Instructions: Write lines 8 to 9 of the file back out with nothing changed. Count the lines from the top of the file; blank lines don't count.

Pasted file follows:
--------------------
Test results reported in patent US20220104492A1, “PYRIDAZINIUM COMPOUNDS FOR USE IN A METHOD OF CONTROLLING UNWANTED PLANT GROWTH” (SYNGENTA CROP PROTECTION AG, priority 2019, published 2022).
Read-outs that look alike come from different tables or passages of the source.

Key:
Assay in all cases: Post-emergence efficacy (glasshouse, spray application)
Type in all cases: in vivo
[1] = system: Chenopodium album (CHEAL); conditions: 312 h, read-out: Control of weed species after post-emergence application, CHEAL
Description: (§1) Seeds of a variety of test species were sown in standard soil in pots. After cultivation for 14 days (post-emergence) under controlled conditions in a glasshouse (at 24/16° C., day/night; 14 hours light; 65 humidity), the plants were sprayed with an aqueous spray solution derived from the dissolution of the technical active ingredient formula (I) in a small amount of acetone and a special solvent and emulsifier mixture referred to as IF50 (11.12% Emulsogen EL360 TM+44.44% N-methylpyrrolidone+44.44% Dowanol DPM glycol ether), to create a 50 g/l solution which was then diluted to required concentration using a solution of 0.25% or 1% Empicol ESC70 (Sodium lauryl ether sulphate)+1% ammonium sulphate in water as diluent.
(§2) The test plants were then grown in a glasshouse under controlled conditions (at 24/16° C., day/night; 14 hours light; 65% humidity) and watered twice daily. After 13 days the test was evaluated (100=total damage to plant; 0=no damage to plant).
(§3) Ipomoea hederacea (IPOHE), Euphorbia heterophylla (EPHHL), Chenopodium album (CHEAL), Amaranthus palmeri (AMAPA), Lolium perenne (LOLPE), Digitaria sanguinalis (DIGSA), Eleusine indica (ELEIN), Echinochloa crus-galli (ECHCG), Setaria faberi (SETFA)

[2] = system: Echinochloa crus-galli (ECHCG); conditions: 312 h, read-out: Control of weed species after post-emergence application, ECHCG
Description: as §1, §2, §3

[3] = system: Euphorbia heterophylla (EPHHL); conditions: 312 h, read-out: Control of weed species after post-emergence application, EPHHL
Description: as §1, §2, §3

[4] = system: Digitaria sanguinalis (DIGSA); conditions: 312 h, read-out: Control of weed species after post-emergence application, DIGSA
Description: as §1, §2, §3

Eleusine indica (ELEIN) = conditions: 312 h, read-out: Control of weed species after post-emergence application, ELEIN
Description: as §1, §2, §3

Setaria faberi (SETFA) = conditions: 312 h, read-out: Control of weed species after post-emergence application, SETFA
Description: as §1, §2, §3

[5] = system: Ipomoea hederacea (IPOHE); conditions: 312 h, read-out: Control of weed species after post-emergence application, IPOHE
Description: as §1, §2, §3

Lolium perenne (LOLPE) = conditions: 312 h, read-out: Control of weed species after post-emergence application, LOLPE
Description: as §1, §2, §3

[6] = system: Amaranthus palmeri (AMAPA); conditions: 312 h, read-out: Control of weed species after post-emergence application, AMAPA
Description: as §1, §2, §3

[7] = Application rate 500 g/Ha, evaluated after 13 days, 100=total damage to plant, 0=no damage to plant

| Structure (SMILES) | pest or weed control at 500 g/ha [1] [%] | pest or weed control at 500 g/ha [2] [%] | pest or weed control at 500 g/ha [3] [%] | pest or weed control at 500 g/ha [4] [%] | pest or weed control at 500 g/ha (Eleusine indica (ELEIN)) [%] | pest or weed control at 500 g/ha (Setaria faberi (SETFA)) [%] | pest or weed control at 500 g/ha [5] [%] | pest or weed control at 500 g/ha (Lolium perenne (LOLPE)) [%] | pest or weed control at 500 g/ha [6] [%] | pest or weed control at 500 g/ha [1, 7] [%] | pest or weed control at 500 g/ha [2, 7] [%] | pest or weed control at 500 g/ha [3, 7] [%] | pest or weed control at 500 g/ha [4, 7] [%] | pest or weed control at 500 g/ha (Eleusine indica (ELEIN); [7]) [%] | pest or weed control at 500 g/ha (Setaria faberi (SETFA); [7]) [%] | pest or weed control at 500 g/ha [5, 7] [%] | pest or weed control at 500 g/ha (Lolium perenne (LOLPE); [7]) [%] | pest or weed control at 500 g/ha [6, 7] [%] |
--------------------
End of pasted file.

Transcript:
(§2) The test plants were then grown in a glasshouse under controlled conditions (at 24/16° C., day/night; 14 hours light; 65% humidity) and watered twice daily. After 13 days the test was evaluated (100=total damage to plant; 0=no damage to plant).
(§3) Ipomoea hederacea (IPOHE), Euphorbia heterophylla (EPHHL), Chenopodium album (CHEAL), Amaranthus palmeri (AMAPA), Lolium perenne (LOLPE), Digitaria sanguinalis (DIGSA), Eleusine indica (ELEIN), Echinochloa crus-galli (ECHCG), Setaria faberi (SETFA)